Shell restarts Iraq's Majnoon oil field

Updated 02 October 2013

Shell restarts Iraq's Majnoon oil field

BASRA: Royal Dutch Shell has restarted production at Iraq's Majnoon oil field, one of four giant fields core to the country's plans to boost output and avoid a slowdown in exports this year.
The Anglo-Dutch major, in charge of operations at the southern Majnoon oil field, said on Friday it aims to boost output to 175,000 barrels per day (bpd) in October.
"We can confirm that we successfully opened the wells and restarted production in Majnoon," a Shell spokesman said. "We are targeting production of 175,000 bpd in the next weeks."
Baghdad sent a letter of complaint to Shell last month for missing start-up dates at the 12-billion-barrel oil field, which was pumping about 45,000 bpd when the company took over in 2010. Shell later suspended operations to carry out maintenance.
An official from Iraq's South Oil Company, which oversees the running of the country's southern oilfields, had a more ambitious target for Majnoon.
"The test restart of the oilfield will continue until the end of September and production of around 190,000 barrels per day is expected to be reached in October," he said.
OPEC's second-biggest producer expects its output to rise by 400,000 bpd by the end of this year, with Majnoon - which straddles the border with Iran - providing a big part of that.
Shell has built a strong position in southern Iraq as operator of Majnoon, junior partner with ExxonMobil at West Qurna-1 and a partner in a natural gas project.
Baghdad's oil revival, which got under way in 2010, has slowed this year due to infrastructure and security problems, keeping output far below projected targets and sometimes even below last year's levels of 3 million bpd.
Iraq signed a series of service contracts with major oil companies such as Shell, BP, Exxon and Total at the end of 2009 to develop its oilfields, neglected for decades due to wars and sanctions.
The development of the neighboring Rumaila, Zubair and West Qurna-1 oil fields has already added 600,000 bpd.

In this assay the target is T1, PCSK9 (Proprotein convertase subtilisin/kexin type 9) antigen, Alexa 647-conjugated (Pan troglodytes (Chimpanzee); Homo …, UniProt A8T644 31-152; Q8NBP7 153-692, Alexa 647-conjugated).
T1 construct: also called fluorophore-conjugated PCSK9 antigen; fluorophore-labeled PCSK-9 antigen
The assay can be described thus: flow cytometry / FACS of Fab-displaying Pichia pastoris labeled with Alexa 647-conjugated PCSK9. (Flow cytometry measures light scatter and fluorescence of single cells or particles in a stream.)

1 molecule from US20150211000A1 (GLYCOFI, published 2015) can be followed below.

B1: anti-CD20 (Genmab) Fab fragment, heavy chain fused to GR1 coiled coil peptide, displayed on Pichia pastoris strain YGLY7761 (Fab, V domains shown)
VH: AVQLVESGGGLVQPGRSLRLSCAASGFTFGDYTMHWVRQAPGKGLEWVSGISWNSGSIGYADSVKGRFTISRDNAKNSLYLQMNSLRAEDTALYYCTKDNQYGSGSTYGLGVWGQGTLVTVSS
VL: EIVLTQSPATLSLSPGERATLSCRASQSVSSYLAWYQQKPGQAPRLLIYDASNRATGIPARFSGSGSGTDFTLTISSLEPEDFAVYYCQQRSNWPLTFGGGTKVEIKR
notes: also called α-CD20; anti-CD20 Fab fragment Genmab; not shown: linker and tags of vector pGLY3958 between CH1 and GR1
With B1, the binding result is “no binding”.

Garraf oil field in the south, developed by Malaysia's Petronas and Japan Petroleum Exploration Co Ltd., started production of 35,000 bpd earlier this month.
Petronas also has a minority interest in Majnoon. Under the terms of the service contract, Shell vowed to raise production from Majnoon to 1.8 million bpd by 2017 for a fee of $1.39 a barrel. It has been negotiating with Baghdad to reduce the target to around 1 million bpd.

Is the Dubai economy turning the corner?

Updated 3 min 42 sec ago

Is the Dubai economy turning the corner?

  • Expo 2020 expected to boost GDP
  • Relaxation of residency rules helps real estate

LONDON: Is the Dubai economy finally turning the corner? At least one major international bank thinks so.

It follows a move by the emirate's leadership to reboot an economy that has been hit hard by corporate job losses, the introduction of VAT and a slowing real estate sector.

The UAE’s non-oil economy is likely to “turn a corner” next year with Dubai’s Expo 2020 infrastructure projects, changes to visa rules and increased government spending set to boost growth, according to a Bank of America Merrill Lynch (BofAML) research note.

Abu Dhabi National Oil Company’s (ADNOC) downstream expansion plans are also expected to drive the country’s non-oil GDP growth, said the note compiled by Middle East and North Africa (MENA) economist Jean Michel Saliba.

The Gulf country’s real GDP growth is estimated to rise to 3.5 percent in 2019 from a forecast 2.8 percent increase this year and a 1.9 percent increase in 2017, said the note published on Thursday.

Buoyed by a recovery in oil prices, Abu Dhabi approved a 50 billion dirham ($13.6 billion) three-year stimulus package in early June, which BofAML estimated could add 0.4 percentage points to non-oil GDP growth.

ADNOC’s $45 billion five-year downstream investment plan — revealed in May — is estimated to add a further 1.1 percentage point to the emirate’s non-oil growth, the report said.

The Expo 2020 event in Dubai could drive up GDP growth by 2 percentage points between 2020 and 2021, the report said, by boosting job creation, consumption and tourist numbers.

Given the improvement in oil prices, the cost of Abu Dhabi’s stimulus spending is considered “financeable” by BofAML, while Dubai’s spending plans are said to be “modest.”

Recent structural reforms, including plans to introduce long-term expatriate visas for up to 10 years, could help to boost the UAE’s population and consumer demand, the note said.

“The new UAE long-term and temporary visa system should facilitate retention of white-collar expatriates,” it said.

“As we expect longer-term visas not to be linked to continued employment, this may increase expatriate incentives to acquire property and support real estate demand.”

The UAE announced in May that it would allow 100 percent foreign ownership of UAE companies in specific industries by the end of the year, a move that could give a welcome boost to foreign direct investment in the country.

A new UAE-wide insurance scheme may provide a one-time boost to corporate profits, the note said.

The UAE cabinet approved plans in June for the insurance scheme to replace the previous system whereby employers had to provide a monetary guarantee to cover each of their workforce.

The move is likely to free up capital that companies could choose to sit on or to reinvest, BofAML said.

“Should corporates invest, we estimate this could lead to a one-off 0.1percentage point boost to UAE non-hydrocarbon real GDP growth,” the report said.